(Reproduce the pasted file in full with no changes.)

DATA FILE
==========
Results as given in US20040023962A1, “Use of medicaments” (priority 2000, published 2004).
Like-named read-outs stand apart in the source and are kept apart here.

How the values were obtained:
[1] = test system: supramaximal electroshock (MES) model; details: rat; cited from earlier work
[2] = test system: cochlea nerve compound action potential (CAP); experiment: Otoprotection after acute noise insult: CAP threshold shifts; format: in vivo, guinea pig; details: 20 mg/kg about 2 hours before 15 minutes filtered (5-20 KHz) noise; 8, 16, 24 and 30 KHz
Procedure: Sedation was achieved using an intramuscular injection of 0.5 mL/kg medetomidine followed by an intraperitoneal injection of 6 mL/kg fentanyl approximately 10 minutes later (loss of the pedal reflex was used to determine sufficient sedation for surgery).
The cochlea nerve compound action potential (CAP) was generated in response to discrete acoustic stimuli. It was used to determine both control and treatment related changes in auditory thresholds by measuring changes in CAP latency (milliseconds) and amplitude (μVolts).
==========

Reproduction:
Results as given in US20040023962A1, “Use of medicaments” (priority 2000, published 2004).
Like-named read-outs stand apart in the source and are kept apart here.

How the values were obtained:
[1] = test system: supramaximal electroshock (MES) model; details: rat; cited from earlier work
[2] = test system: cochlea nerve compound action potential (CAP); experiment: Otoprotection after acute noise insult: CAP threshold shifts; format: in vivo, guinea pig; details: 20 mg/kg about 2 hours before 15 minutes filtered (5-20 KHz) noise; 8, 16, 24 and 30 KHz
Procedure: Sedation was achieved using an intramuscular injection of 0.5 mL/kg medetomidine followed by an intraperitoneal injection of 6 mL/kg fentanyl approximately 10 minutes later (loss of the pedal reflex was used to determine sufficient sedation for surgery).
The cochlea nerve compound action potential (CAP) was generated in response to discrete acoustic stimuli. It was used to determine both control and treatment related changes in auditory thresholds by measuring changes in CAP latency (milliseconds) and amplitude (μVolts).